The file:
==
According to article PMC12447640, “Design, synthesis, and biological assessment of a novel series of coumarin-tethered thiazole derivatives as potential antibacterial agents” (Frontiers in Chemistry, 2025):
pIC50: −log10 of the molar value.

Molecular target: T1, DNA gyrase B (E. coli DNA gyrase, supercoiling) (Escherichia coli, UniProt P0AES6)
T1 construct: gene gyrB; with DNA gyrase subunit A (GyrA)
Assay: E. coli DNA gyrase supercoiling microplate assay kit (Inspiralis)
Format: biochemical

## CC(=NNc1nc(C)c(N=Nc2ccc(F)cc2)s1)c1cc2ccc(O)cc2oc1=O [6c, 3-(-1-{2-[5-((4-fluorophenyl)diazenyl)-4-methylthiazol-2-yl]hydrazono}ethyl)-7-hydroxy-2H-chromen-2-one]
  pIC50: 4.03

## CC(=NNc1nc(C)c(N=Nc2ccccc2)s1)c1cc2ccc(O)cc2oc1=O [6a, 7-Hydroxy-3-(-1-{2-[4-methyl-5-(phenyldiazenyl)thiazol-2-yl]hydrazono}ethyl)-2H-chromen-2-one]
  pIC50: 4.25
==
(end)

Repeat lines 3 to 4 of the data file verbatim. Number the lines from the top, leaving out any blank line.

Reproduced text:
Molecular target: T1, DNA gyrase B (E. coli DNA gyrase, supercoiling) (Escherichia coli, UniProt P0AES6)
T1 construct: gene gyrB; with DNA gyrase subunit A (GyrA)